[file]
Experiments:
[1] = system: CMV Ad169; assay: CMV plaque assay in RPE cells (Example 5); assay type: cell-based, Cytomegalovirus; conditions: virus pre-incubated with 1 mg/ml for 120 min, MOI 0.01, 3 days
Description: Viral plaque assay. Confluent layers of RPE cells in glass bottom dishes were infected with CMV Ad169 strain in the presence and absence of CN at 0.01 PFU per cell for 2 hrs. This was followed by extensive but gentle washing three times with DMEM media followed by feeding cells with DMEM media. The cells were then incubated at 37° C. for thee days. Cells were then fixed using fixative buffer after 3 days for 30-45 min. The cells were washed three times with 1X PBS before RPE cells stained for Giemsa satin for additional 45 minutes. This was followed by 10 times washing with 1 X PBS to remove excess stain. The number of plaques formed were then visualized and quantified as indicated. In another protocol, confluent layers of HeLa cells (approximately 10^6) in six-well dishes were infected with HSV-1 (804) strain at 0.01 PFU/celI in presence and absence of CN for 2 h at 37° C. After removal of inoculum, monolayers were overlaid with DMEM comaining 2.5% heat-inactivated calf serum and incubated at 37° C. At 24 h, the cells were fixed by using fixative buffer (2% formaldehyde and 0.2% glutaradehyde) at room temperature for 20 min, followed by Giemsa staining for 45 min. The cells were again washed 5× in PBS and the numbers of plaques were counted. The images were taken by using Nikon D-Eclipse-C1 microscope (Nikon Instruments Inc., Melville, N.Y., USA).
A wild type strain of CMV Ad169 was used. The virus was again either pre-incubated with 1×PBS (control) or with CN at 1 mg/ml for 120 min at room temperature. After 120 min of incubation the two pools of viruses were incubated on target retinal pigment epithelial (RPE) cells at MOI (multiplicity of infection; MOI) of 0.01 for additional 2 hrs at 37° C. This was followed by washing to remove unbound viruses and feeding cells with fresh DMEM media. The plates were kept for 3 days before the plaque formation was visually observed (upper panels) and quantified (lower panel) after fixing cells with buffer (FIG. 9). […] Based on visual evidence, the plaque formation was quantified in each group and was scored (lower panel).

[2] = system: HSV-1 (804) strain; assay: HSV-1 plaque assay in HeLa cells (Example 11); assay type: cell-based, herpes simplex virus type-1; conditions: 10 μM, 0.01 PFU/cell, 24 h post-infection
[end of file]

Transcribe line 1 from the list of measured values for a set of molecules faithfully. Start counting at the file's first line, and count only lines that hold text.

Experiments: